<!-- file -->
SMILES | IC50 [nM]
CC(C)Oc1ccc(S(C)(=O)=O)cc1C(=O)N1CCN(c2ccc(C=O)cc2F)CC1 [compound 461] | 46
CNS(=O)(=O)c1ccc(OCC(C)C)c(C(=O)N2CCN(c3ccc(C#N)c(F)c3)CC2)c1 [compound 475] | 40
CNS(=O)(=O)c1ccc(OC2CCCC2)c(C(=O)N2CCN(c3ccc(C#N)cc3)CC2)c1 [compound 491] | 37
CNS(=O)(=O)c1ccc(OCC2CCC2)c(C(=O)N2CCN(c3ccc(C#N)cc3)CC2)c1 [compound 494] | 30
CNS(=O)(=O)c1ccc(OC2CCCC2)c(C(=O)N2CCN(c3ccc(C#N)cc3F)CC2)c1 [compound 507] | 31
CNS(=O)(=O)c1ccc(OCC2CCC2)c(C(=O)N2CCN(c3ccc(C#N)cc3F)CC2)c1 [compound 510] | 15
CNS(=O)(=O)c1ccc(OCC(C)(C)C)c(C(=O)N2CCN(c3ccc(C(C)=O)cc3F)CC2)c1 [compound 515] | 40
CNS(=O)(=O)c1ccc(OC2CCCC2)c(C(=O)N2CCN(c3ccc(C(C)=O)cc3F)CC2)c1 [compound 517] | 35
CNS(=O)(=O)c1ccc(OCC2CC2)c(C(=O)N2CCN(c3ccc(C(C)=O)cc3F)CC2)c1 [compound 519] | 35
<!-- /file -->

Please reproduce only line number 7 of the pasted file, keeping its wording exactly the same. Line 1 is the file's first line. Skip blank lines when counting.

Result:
CNS(=O)(=O)c1ccc(OCC2CCC2)c(C(=O)N2CCN(c3ccc(C#N)cc3F)CC2)c1 [compound 510] | 15